Red/Orange Tiers loosen restrictions

Community navigates easing COVID-19 precautions

Red/Orange Tiers loosen restrictions

Adele Fratesi, Senior Reporter

Along with a declining trend in COVID-19 cases across the country, students are planning for their upcoming Easter Break. As of press time San Francisco was expected to transition from the Red to the Orange Tier on March 25, allowing for even fewer restrictions for public activities during the week off from school.

“You still have to be really careful because nothing has changed except we have some portion of the population that’s now immune to COVID-19,” Dr. George Rutherford, Epidemiology & Biostatistics professor at the University of California San Francisco, said. “If you choose to travel, by car is the safest way to go. If you’re talking about families that have teenage kids, not many people will be vaccinated, so you have to be careful because this is all the same risk.” 

The Centers for Disease Control and Prevention recommend travelers get vaccinated if eligible, get a viral test one to three days before the trip, get tested three to five days after the trip and self-quarantine for seven days after returning. The precautions are supplemental to masks and social distancing measures. 

“I’m planning on going to Palm Springs this break, but my family and I are still being very cautious of COVID-19 precautions,” junior Avery Stout said. “We will be driving, only staying at hotels with 10% capacity, and not dining out as much.”

California counties in the Red Tier may open ballparks and outdoor live shows to the public at 20% capacity and amusement parks at 15% capacity. Counties qualify for the Red Tier when the test positivity is between 5-8% and indoor dining, gyms, movie theatres, and other businesses may open with limited capacity. 

A change from the Red Tier to the Orange Tier will allow for full capacity with modifications in retail stores and malls. Movie theatres and places of worship will increase capacity from 25% to 50%. Counties will qualify for the Orange Tier if the positivity rate is between 2-4.9%, prompting most indoor establishments to open with modifications.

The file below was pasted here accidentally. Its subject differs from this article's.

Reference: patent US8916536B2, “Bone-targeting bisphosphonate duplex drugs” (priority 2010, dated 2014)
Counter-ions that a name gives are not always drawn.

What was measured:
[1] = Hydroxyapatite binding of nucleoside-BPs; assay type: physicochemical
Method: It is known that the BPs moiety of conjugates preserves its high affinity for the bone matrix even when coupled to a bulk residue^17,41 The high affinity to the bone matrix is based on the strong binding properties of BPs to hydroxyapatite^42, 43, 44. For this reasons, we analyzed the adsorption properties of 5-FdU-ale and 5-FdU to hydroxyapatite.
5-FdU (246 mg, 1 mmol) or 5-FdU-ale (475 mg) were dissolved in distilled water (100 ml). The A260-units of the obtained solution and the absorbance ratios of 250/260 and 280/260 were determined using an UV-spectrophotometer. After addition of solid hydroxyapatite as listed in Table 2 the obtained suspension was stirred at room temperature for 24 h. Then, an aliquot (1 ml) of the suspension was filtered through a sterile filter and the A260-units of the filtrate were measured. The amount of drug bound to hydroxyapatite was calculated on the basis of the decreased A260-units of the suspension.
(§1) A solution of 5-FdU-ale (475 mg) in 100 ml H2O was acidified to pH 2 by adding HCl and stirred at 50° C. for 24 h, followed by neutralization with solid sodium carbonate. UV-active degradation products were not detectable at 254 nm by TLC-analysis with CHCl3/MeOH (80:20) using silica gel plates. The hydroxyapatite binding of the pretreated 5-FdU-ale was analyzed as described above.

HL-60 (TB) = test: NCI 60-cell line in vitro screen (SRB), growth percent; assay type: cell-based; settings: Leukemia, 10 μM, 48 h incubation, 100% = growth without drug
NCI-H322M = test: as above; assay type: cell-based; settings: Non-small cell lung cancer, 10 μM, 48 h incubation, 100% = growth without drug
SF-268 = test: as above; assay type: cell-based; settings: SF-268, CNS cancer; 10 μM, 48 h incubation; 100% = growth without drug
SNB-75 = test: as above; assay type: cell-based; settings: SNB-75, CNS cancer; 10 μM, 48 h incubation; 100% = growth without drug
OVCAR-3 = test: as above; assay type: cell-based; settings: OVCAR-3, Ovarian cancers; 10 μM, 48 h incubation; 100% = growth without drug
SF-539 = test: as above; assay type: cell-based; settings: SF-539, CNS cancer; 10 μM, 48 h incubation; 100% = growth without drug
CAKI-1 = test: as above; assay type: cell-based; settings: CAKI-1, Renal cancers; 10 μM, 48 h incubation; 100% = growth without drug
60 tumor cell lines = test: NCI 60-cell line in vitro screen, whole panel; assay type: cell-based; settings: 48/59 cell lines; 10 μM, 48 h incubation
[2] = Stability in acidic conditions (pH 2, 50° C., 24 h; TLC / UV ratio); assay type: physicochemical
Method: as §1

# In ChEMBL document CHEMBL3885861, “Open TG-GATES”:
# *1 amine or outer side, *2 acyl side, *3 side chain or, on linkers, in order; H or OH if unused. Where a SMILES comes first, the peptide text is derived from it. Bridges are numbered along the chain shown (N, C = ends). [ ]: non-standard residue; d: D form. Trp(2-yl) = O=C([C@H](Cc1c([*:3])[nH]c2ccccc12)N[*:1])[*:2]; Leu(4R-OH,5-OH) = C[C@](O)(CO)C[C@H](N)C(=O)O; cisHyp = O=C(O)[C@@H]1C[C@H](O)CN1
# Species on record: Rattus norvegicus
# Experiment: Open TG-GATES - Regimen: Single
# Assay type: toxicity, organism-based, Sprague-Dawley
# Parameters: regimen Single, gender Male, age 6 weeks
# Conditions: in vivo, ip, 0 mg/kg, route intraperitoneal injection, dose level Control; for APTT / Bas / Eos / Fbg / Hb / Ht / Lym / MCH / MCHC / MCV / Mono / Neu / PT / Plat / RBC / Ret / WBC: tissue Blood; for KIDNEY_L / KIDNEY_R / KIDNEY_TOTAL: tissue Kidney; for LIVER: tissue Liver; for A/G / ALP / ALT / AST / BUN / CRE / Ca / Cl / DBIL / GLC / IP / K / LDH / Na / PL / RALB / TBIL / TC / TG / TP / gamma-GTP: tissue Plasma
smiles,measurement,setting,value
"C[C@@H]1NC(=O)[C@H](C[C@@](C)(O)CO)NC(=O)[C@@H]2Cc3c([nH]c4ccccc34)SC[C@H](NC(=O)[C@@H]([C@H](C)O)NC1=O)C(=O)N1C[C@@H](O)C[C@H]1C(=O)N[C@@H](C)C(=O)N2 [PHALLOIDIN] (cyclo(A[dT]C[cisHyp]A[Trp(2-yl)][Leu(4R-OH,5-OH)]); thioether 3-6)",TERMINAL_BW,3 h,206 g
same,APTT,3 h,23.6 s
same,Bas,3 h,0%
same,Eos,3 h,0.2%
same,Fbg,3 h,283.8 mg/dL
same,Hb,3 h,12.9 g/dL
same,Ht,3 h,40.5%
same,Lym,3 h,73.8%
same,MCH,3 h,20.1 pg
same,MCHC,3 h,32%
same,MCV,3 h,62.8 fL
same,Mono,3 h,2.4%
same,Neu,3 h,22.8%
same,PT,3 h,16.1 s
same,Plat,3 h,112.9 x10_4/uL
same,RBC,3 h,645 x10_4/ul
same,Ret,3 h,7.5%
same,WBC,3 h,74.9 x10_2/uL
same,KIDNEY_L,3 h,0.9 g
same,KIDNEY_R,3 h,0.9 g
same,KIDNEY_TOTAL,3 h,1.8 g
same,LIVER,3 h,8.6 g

“I think these reopenings are safe enough, but if you are not going to use the two major strategies, which are vaccinations and screenings, for keeping infectious people out of these venues then you have to depend on the usual mitigation measures,” Rutherford said. “People still have to wear masks and they have to be able to socially distance, which is about reduced density.” 

The home ballparks of the San Diego Padres, Los Angeles Angels, and Oakland Athletics will open to the public at limited capacity, starting April 1. The Los Angeles Dodgers and San Francisco Giants may also open later in April because they begin the season on the road. 

“I’m a Giants fan and I used to go to lots of baseball games before the pandemic hit,” junior Elizabeth Mullen said. “I will most likely wait until everyone is vaccinated to attend games again, but I’m excited for the day to come.”

The Orange Tier invites relaxed restrictions on indoor dining, with restaurants open at 50% capacity and other indoor establishments such as malls, retail, and hair and nail salons open with modifications. Hotels will open with modifications with indoor pools and fitness centers at 25% capacity.

“I think if you are going to dine indoors with your family, and the restaurant has the tables spread out, and you aren’t dining with people with risk factors, you are probably okay,” Rutherford said. ”It’s all about individual risk and you have to weigh that against the benefits.”

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